Health study planned after firefighting foam tainted water
The study will look at how much of the chemicals residents absorbed, how quickly their bodies are shedding the contaminants and the current levels in the water
By Dan Elliott
DENVER — Researchers said Thursday they will study contamination levels in the blood of about 200 Colorado residents whose drinking water was tainted by firefighting foam from an Air Force base.
The University of Colorado and the Colorado School of Mines said the two-year study aims to determine how much of the chemicals residents absorbed, how quickly their bodies are shedding the contaminants and what the current levels are in the water.
The chemicals are called perfluorinated compounds or PFCs. They have been linked to prostate, kidney and testicular cancer, along with other illnesses.
Firefighting foam containing PFCs has been used at military installations nationwide. PFCs have also been used in non-stick cookware coatings and other applications.
The Air Force announced in 2016 it would switch to some another type of foam believed to be safer.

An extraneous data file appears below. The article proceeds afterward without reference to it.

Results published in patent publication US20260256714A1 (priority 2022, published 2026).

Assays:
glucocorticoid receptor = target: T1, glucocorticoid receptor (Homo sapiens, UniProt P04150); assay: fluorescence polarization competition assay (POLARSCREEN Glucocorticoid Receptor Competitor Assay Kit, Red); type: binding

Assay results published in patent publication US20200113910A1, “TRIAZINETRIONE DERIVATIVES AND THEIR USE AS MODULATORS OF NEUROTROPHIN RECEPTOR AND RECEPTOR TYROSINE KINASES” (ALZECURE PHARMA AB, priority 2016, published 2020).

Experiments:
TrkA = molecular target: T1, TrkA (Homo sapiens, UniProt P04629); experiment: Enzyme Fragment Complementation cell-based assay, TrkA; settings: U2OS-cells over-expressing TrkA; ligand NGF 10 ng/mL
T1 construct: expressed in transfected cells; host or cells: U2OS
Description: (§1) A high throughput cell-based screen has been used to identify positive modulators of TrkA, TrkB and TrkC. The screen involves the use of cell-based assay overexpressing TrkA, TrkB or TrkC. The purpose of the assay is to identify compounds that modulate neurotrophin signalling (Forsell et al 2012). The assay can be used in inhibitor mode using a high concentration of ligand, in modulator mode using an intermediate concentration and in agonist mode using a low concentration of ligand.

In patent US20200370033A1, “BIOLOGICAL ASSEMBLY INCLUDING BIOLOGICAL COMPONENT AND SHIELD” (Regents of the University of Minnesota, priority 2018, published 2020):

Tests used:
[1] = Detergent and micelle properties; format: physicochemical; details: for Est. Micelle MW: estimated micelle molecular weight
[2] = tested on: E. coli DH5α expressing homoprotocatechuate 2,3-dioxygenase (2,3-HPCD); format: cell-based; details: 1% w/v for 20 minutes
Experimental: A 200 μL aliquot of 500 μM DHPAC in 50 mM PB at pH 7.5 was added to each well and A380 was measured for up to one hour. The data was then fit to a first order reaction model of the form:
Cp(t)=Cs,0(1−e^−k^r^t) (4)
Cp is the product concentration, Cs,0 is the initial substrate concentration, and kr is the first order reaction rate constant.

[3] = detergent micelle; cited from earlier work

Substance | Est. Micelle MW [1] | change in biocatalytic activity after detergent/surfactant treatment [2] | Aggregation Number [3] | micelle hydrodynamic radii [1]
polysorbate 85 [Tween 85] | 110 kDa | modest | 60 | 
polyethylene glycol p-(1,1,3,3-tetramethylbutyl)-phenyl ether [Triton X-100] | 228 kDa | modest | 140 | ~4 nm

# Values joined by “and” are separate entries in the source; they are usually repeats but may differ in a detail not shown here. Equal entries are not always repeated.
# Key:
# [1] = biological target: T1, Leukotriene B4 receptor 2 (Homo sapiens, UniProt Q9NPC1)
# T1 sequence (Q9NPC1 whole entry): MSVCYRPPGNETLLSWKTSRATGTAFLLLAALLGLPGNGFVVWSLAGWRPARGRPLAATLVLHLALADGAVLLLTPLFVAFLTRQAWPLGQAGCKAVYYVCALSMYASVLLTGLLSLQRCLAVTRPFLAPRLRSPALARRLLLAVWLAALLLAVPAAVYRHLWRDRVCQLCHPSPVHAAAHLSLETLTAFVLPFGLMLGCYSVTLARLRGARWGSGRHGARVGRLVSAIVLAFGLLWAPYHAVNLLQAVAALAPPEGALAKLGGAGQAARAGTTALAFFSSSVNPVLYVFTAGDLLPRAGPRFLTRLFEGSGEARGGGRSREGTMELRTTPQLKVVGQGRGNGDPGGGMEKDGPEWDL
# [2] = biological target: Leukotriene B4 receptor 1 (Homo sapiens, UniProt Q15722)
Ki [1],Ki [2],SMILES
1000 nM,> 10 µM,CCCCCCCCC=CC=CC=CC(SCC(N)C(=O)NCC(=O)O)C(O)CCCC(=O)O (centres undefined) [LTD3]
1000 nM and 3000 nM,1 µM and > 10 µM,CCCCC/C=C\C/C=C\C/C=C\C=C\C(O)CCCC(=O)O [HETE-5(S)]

PFCs were found in well water in three utility systems serving about 69,000 people in the city of Fountain and an unincorporated community called Security-Widefield south of Colorado Springs. Levels exceeded the U.S. Environmental Protection Agency's recommended limits.
The utilities have switched to other water sources.
The Air Force determined the chemicals came from firefighting foam used at nearby Peterson Air Force Base.
The new study is designed to look at large-scale impacts of the chemicals, but individual subjects will at least learn what their contamination levels are and can talk to their health care providers about it, said John Adgate, the principal investigator.
"There's keen interest in that," said Adgate, who heads the Environmental and Occupational Health Department at the Colorado School of Public Health, part of the University of Colorado.
Although the study is planned for just two years, with sufficient funding it could be turned into longer-term project, he said.
"There are no strong studies on the long-term health effects of these compounds," Adgate said.
The Colorado study is funded by an initial grant of about $247,000 from the National Institutes of Health.